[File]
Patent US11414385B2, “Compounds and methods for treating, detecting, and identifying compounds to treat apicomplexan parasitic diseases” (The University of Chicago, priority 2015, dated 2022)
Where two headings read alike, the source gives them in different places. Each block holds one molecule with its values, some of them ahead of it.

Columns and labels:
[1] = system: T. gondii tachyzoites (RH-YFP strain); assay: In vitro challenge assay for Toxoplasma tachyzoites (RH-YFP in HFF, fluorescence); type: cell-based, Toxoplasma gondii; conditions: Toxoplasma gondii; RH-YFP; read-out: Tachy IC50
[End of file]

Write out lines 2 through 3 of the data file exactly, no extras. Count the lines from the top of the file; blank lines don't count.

Where two headings read alike, the source gives them in different places. Each block holds one molecule with its values, some of them ahead of it.

Columns and labels: